Imagine you’re a company that has two products in the same product category. One is the beginner product designed as an introductory tool that is also powerful enough to be used by most hobbyists and is perfectly fine for the average person. It’s easy to learn, simple to use, free, and widely used by millions.
Your other product is designed for professionals. It has a completely different methodology from your beginner tool and requires people graduating from your introductory tool to completely relearn everything they had learned from that tool in order to use this new, “professional” tool.
Most people would read the above and conclude this was a stupid business strategy. There’s no good reason that your two products in the same product category should be so different. Not only that, but In terms of the bigger picture, a smart company would design their long term plans around the product that has the most users, and build from the product that is accessible to the largest number of people.
In case you haven’t figured it out… I’m talking about what Apple did with iMovie and Final Cut Pro. iMovie has WAY more users that Final Cut Pro 7 ever did, and the potential for far more long term growth. It was the obvious platform to build on top of.
And yet, a good subsection of the average “pro” editor type seems to think what Apple should have done with their video editing business is keep the worlds of their beginner and professional NLE software completely separate and inaccessible to each other. They seem to think Apple should have kept their “pro” product as something that lived in a completely different world from what their beginner users were learning. They seem to think that the idea that Apple might have wanted to make something accessible for their enormous base of iMovie users to graduate to was somehow not smart business.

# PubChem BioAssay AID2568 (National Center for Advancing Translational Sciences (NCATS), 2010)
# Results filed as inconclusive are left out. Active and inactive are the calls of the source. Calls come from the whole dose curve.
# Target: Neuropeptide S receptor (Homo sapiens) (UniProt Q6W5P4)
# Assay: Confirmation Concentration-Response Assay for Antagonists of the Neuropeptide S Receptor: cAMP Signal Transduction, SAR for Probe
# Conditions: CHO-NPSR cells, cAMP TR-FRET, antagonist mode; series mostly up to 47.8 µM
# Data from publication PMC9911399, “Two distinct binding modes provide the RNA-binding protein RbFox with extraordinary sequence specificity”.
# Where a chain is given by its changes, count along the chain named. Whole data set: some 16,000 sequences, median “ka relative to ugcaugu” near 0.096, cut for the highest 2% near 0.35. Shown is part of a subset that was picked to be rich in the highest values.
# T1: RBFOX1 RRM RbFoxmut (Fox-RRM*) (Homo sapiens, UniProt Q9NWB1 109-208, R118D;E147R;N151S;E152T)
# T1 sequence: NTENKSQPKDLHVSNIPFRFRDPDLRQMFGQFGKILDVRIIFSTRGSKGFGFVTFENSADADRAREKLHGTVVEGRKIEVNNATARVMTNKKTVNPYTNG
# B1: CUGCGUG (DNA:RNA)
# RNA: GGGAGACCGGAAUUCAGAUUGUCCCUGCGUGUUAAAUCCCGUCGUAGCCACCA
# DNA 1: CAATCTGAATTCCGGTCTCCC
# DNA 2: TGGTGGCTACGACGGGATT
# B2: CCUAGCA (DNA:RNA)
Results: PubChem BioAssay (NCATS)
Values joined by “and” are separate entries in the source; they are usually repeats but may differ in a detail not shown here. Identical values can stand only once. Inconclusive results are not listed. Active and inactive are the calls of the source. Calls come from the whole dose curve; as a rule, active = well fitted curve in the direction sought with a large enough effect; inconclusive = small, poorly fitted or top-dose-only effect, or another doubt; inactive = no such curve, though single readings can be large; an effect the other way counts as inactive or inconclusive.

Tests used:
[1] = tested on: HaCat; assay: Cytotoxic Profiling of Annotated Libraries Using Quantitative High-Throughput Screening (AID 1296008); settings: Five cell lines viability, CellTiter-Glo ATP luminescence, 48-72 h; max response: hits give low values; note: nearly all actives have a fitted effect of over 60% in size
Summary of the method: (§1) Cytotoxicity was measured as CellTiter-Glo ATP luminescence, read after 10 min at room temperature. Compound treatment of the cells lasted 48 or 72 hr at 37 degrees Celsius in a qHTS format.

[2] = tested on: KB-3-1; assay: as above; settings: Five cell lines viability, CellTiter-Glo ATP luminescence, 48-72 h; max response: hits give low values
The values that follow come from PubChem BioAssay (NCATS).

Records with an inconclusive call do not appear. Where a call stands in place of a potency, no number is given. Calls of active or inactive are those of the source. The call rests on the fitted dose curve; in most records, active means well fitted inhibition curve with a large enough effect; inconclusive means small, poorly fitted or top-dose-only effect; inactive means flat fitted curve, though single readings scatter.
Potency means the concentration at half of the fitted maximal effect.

Essentially, the “pro” editors wanted Apple to have their students spend grades K-12 learning everything in English, and then when those students went to “college”, all of their courses would be taught in French.
Most outsiders would think that was a really dumb idea. However, the professional editing community loves to throw around the iMovie Pro insult like it’s actually, you know, insulting. If you want to see how contentious it can get, check out some of the comments here and here.
Your introductory tool should be something that paves the way for users to graduate to the more advanced tool. They should not need to relearn everything they had already learned in order to become “professional”.
The truth is that some of these “ Pro” editors simply do not see the bigger picture. When they call FCPX iMovie Pro, what they don’t realize is that they’re actually complimenting Apple for having competent business strategy and common sense.
My guess is that most of these “Pro” editors will understand what Apple had in mind when all of the iMovie kids start showing up at post houses and start asking the “professionals” why they can’t do all the things on their “professional” software that they’re doing on their home computers.
For many people who have been around for awhile, it will be eerily similar to what happened when the original Final Cut Pro became popular and an entire industry was caught off guard.
What’s really ironic is that the people who are complaining the loudest about FCPX are the Final Cut Pro 7 editors. I kind of feel like they should know better. They seem to not like the taste of their own medicine.
I find it all a bit hypocritical. Things change, and tools change… but in terms of the changing of the guard… the more things change, the more they stay the same.